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EEP 101:LECTURE 6. DAVID ZILBERMAN. OUTLINE. COST EFFECTIVENESS SHADOW PRICING HETEROGENEITY TAXES VS. DIRECT CONTROL UNCERTAINTY-THE WEITZMAN MODEL. COST EFFECTIVENESS. Policy makers frequently do not know the externality cost

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Eep 101 lecture 6

EEP 101:LECTURE 6

DAVID ZILBERMAN


Outline
OUTLINE

  • COST EFFECTIVENESS

  • SHADOW PRICING

  • HETEROGENEITY

  • TAXES VS. DIRECT CONTROL

  • UNCERTAINTY-THE WEITZMAN MODEL


Cost effectiveness
COST EFFECTIVENESS

  • Policy makers frequently do not know the externality cost

  • They therefore set a target level of externality control and design a policy to meet it.

  • Cost effective policy attains a target policy at least cost


Cost effective tax competition
Cost effective tax& competition

AB tax target level 2

CD tax target level 1

Target level 1

Q2

Q1

The tax levels are shadow prices

of pollution constraints

A

C

B

MPC

D

Target

level 2

Qc

Shadow prices=the benefits lost by tightening a constraint


Policies to achieve cost effectiveness
Policies to achieve cost effectiveness

  • A tax,subsidy, Tradable trading among firmse

  • MB = 20-2Q

  • MPC =4 Initial equilibrium 20-2Q-4=0 Hence

  • Hence Qc=8,Pc=4

  • When Target is Q1=4 shadow price=20-8-4=8

  • Total Subsidy cost (8-4)*8=32

  • When Target is Q1=2 shadow price=20-4-4=12

  • Total Subsidy cost (8-2)*12=72


Heterogeneity
Heterogeneity

REDUCTION FROM Q0 TO Q1

TAX =AB QUANITITES MOVE FROM

BLUE TO RED

Q1

P1

A

TD=D1+D2+D3

D1

D3

D2

B

MPC

Q0


Numerical heterogeneity
NUMERICAL HETEROGENEITY

MB1=20-Q,MB2=20-2Q,MB3=20-4Q MPC=2

Quantity as function of price

D1=20-P,D2=10-.5P D3=5.-.25P

Aggregate demand

TD=35-1.75P or P=20-1/1.75Q

Competition

P0=2 2=20-Q*4/7 TQ0=18*7/4=31.5

Initial quantities Q10=18.Q20=9,Q30=4.5

First scenario Q1=20.

P1=20-20*4/7;P1=20*3/7=8.57

and Q11=11.44. Q21=5.74, Q31=2.82


Heterogeneity tradable permits
Heterogeneity &Tradable permits-

  • If everyone is allotted the same quantity of permits trading will occur IF Q=20 and each gets 6.66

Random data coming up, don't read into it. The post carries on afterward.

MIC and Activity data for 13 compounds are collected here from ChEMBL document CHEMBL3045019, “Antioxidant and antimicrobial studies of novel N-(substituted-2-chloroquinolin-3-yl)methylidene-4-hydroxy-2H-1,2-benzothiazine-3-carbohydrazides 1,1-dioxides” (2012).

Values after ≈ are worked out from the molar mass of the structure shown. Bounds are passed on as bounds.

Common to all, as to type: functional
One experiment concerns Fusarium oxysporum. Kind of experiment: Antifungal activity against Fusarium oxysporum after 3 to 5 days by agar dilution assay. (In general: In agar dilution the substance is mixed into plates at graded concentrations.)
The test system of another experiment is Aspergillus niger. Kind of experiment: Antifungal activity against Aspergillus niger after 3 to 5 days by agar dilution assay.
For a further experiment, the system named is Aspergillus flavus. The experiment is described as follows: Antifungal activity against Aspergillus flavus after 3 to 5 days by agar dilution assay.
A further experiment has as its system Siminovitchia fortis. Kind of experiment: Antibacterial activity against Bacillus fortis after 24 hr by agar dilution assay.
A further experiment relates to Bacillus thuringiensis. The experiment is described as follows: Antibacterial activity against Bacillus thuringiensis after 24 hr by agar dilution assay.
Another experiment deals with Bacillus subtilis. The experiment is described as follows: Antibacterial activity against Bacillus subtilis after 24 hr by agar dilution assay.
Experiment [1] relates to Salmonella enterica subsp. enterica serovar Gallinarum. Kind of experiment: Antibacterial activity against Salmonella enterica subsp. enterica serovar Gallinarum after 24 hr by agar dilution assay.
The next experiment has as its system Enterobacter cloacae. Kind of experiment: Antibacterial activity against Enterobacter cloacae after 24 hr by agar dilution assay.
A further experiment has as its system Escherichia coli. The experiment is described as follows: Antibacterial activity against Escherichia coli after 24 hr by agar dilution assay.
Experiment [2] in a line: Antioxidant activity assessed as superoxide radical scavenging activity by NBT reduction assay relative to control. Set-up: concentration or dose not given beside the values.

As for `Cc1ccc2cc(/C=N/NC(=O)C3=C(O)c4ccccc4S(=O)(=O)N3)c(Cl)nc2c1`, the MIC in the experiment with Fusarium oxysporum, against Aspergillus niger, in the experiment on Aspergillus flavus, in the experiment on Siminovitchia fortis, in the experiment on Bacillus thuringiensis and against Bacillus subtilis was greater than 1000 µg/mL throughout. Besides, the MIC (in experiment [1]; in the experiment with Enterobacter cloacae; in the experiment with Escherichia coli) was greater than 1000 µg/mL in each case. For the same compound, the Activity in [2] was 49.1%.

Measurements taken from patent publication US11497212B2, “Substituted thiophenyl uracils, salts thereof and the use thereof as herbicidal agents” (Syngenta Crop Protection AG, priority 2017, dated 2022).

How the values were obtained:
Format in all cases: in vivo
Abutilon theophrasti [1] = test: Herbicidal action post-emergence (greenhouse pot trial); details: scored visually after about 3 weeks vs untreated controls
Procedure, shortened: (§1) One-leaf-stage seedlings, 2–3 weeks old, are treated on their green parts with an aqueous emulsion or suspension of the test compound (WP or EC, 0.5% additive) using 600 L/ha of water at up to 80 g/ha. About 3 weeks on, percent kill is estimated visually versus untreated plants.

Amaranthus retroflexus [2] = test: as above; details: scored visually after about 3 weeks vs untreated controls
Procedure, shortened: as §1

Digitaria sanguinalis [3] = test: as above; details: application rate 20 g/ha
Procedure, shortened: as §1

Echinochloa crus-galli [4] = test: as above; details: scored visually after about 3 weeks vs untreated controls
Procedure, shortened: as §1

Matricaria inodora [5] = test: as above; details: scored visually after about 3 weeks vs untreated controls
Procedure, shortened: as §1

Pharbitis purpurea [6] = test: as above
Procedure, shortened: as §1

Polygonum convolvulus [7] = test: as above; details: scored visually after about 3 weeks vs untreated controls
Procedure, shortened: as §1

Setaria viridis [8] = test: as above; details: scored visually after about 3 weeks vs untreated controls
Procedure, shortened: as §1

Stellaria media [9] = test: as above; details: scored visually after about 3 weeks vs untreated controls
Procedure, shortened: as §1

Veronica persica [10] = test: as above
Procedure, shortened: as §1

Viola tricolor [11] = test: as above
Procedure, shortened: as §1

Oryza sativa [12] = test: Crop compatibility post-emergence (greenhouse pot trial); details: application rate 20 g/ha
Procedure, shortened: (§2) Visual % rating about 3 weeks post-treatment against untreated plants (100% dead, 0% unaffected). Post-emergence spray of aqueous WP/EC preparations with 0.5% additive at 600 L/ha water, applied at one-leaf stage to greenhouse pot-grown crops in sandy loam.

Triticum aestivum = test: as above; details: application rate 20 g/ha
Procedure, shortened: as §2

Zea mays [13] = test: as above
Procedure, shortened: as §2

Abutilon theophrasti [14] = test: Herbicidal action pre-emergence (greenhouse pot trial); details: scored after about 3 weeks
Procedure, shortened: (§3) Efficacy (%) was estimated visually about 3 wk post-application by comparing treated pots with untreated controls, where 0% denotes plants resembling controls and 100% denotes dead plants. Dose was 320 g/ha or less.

• the first firm will buy and the other will sell pollution rights price of right 6.57

    Second scenario Q1=10.

    P1=20-10*4/7=14.28

    Q12=5.72 Q22=2.85, Q32=1.43

  • Trading occurs if there are differences among firm


Heterogeneity with fixed coefficients
Heterogeneity with fixed coefficients

  • Assume many firms each has labor/ output X and pollution/output x coefficients

  • 1<x<10

  • 1<z<10

  • A unit with x=2 and z=2 is clean and efficient

  • z=9 and x=9 is inefficient and dirty

  • Output price =P Labor class

  • Pollution is either tax by v or has an upper bound Z


Examplep 10 w 1
ExampleP=10,w=1

Q=15

TZ=

25

Q=35

TZ=

65

Q=15

TZ=

60

Q=25

TZ=90


Risk

  • True demand is MB0-policy maker chooses

  • MBH with 50% probability

  • MBL with 50% probability-The MC is constant

BLUE Quantity control

RED tax control

MBL

WHEN DEMAND IS INELASTIC, TAX IS BETTER THAN QUANTITY.

Outcomes closer to optimal

TAXA

A

*

TAXB

B

MB0

MBH


Elastic demand case
Elastic demand case

BLUE Quantity control

RED tax control

Pr ice

WHEN DEMAND IS ELASTIC, QUANTITY IS BETTER THAN TAX.

TAX A

A

*

TAX B

B

MBH

MBO

MBL

Q

Quantity


Lesson
Lesson

  • When policymakers don’t know the true demand for pollution

  • If demand is inelastic, prices lead to lower expected error than quantities.

  • If demand is elastic, quantities are preferable to taxes as they lead to lower expected error.

  • When regulating polluting materials with no substitutions, financial incentive works better.

  • But when regulating polluting materials with substitutions, quantity works better.


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